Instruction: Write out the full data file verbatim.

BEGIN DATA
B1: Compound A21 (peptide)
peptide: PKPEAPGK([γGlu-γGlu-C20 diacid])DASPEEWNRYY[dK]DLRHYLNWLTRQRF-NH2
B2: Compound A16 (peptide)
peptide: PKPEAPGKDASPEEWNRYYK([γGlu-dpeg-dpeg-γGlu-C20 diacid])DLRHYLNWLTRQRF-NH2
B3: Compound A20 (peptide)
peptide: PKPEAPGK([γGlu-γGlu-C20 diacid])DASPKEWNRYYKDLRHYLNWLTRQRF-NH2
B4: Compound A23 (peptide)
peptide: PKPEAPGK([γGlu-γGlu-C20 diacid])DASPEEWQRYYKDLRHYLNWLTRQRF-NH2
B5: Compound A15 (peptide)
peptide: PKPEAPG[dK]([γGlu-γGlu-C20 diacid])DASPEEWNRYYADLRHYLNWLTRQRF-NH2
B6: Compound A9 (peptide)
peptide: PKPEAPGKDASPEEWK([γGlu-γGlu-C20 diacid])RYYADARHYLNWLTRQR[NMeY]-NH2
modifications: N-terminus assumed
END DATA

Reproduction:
B1: Compound A21 (peptide)
peptide: PKPEAPGK([γGlu-γGlu-C20 diacid])DASPEEWNRYY[dK]DLRHYLNWLTRQRF-NH2
B2: Compound A16 (peptide)
peptide: PKPEAPGKDASPEEWNRYYK([γGlu-dpeg-dpeg-γGlu-C20 diacid])DLRHYLNWLTRQRF-NH2
B3: Compound A20 (peptide)
peptide: PKPEAPGK([γGlu-γGlu-C20 diacid])DASPKEWNRYYKDLRHYLNWLTRQRF-NH2
B4: Compound A23 (peptide)
peptide: PKPEAPGK([γGlu-γGlu-C20 diacid])DASPEEWQRYYKDLRHYLNWLTRQRF-NH2
B5: Compound A15 (peptide)
peptide: PKPEAPG[dK]([γGlu-γGlu-C20 diacid])DASPEEWNRYYADLRHYLNWLTRQRF-NH2
B6: Compound A9 (peptide)
peptide: PKPEAPGKDASPEEWK([γGlu-γGlu-C20 diacid])RYYADARHYLNWLTRQR[NMeY]-NH2
modifications: N-terminus assumed